Another reason gin is starting to appeal to more people is that many newer brands have scaled back the predominance of juniper in the mix. This is because juniper can be overpowering, convincing many consumer that they don't like gin, according to Charlotte Voisey, Brand Ambassador for Hendrick's. "Juniper is no longer the be all and end all," she reckons. "I see and hear this a lot and if you look at the category leaders, it is not surprising with old established brands like Tanqueray, Beefeater and Gordon's, still staple choices and the extent of most bars' selection. This can be overcome with the new wave gins bringing new flavor profiles, interesting packaging and brand stories that capture the curiosity of younger generations," she says. Hendrick's uses cucumber and rose, among other botanicals, to achieve its signature flavor. "Time after time we hear that people 'don't like gin', but they say they like Hendrick's. This just goes to show how misunderstood gin is and how ours has the ability to overcome the category's challenges. Gin's comeback is due to new, interesting and approachable flavors," Voisey continues. As for this nascent trend continuing, "Most top bartenders are tired of vodka and prefer gin to mix with and drink. Usually, what the top bartenders and industry professionals in the high end sector enjoy will be what the masses adopt in five years' time," she remarks. An interesting new gin can be easier to sell to bar managers and bartenders than a new vodka, she declares. "It is almost impossible to introduce a new vodka to a bar without being chased out the door or have eyes roll at the very least. And while gin may not be heavily demanded in a bar, if the right venue is selected where the bar manager is passionate and takes ownership of his or her spirit selection then a new, interesting product enjoying tremendous growth across the country has appeal. Couple that with beautiful, great tasting new cocktails and there is certainly enough reason to give it a try. That is the message. I also do a lot to educate about what gin is, how it's made, where it comes from and its contribution to the cocktail and drinks culture over the years," says Voisey.

Long a formidable category presence, Bombay Sapphire is not taking its success for granted. One innovative effort Bacardi USA plans to use in 12 markets this year to foster greater appreciation for food and gin is the company's Perfect Pairings Program. In conjunction with gq and gourmet, five consumers will be chosen in each city to work with a celebrity chef and bartender. In 2O minutes, three people create a dish from a mystery basket of ingredients, while two others work with the bartender to create a Bombay Sapphire cocktail that complements the dish, explains Giles Woodyer, Brand Director for Bombay Sapphire. "Sapphire goes really well with spicier, Asian foods and seafood. Certain cocktails pair really well," he says, noting Bacardi also plans to sponsor menu pairings with Sapphire at top restaurants across the country.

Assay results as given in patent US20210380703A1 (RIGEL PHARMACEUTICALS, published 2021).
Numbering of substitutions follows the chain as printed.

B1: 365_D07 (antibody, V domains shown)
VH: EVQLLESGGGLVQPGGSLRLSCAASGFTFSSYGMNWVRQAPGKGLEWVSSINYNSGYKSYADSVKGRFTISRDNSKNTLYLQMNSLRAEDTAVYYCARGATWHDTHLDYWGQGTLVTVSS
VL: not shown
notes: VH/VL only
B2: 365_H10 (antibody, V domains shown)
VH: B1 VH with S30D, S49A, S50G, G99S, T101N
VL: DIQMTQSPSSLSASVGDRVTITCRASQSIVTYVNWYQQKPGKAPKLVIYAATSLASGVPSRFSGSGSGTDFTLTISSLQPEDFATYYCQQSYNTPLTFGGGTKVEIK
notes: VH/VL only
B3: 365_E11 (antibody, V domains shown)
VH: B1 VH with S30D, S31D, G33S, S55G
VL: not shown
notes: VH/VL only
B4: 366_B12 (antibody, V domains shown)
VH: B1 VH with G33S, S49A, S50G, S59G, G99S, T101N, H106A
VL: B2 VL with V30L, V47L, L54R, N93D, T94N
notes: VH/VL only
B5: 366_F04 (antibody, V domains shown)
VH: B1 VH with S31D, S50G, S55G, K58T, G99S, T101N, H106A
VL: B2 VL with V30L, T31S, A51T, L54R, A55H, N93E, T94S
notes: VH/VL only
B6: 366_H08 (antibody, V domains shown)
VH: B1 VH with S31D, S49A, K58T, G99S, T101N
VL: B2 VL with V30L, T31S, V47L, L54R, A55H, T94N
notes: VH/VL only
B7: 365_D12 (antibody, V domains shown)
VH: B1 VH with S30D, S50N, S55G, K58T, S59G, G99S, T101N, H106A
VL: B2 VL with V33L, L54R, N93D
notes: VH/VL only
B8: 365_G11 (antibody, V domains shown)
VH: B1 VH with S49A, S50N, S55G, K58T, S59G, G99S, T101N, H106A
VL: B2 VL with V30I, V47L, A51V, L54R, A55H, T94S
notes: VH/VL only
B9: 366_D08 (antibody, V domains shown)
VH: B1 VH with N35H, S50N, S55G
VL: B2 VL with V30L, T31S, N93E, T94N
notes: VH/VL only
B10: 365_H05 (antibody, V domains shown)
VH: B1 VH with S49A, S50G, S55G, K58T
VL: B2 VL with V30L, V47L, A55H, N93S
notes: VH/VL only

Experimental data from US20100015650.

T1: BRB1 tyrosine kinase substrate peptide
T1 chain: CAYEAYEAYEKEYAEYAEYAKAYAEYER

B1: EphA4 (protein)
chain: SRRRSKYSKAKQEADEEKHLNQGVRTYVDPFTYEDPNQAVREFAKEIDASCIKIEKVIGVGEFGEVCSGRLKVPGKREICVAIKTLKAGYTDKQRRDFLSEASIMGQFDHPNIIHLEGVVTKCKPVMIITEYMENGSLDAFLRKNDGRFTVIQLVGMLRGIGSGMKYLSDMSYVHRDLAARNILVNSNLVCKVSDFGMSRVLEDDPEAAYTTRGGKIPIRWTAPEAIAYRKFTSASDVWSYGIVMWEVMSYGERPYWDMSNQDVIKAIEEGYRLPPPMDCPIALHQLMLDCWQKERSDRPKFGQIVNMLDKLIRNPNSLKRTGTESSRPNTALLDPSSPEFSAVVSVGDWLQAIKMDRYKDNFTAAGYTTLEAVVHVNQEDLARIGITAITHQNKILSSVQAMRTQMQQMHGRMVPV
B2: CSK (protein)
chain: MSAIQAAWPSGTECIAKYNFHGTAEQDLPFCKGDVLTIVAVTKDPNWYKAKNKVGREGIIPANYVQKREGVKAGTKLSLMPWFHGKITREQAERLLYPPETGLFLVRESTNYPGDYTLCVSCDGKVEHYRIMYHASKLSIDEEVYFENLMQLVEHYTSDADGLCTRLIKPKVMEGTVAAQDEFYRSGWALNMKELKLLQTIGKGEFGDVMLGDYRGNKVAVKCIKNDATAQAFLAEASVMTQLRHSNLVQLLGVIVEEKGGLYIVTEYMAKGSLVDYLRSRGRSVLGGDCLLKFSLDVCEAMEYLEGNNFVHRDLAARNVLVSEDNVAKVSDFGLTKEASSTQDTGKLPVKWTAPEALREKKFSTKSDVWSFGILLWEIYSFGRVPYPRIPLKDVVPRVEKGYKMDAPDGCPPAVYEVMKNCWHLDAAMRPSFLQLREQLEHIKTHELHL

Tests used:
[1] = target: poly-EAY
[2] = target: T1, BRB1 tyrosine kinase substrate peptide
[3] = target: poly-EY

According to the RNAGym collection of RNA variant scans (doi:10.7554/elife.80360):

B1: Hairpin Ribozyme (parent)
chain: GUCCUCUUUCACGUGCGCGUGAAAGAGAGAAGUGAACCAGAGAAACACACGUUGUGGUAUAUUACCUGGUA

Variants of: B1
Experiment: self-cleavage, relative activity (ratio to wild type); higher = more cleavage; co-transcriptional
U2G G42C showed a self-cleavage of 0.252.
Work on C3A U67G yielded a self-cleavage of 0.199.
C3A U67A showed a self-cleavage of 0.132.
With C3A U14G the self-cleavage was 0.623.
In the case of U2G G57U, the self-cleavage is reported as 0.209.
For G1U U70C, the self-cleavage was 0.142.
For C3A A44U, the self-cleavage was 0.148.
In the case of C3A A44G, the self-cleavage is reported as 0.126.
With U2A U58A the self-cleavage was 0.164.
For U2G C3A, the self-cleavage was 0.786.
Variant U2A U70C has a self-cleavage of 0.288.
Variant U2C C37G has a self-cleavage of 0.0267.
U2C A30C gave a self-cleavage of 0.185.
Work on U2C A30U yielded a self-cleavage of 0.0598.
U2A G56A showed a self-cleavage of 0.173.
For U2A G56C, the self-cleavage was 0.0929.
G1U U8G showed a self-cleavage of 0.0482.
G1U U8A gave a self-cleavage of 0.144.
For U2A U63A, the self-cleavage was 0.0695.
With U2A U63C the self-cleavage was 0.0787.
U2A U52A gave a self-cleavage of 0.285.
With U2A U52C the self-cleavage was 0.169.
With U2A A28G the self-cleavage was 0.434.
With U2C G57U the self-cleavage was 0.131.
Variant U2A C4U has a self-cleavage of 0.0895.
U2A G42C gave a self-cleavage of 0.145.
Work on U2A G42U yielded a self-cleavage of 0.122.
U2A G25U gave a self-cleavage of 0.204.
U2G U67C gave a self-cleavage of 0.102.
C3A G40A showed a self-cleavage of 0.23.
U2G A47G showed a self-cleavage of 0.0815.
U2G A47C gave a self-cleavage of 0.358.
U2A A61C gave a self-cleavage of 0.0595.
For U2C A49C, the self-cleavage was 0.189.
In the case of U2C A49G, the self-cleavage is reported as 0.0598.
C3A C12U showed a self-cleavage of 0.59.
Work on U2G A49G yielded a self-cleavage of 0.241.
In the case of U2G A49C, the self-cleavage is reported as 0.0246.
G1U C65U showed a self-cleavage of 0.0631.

"It's going to be great for the category. If there's more competition and more people are becoming interested, we welcome it because we'll be discovered." Overall, Woodyer says, "I am very optimistic. The interest in gin is continuing to peak with bartenders and the trade. There seems to be a buzz around gin and I'm not sure what's been driving it." One possibility he offers is that, "The younger bartenders have grown up with vodka and are now discovering gin and are fascinated by it. There are a lot more options in the category. Sapphire has driven the ultra premium segment and allowed others to enter." Bombay Original continues to grow, too, says Woodyer, appealing more to older, traditional gin drinkers who like a more Juniper focus. With its more balanced flavor set, Sapphire has good potential to attract newcomers to the gin category, he explains.

It looks like gin is slouching to where tequila and single malts were two years ago. With trade and consumers keenly interested in new flavors, new gins and retro cocktails, it seems all signs are pointing to gin to make a significant leap in acceptance and sales. Those in the industry may do well to heed these signs.

Back to the top »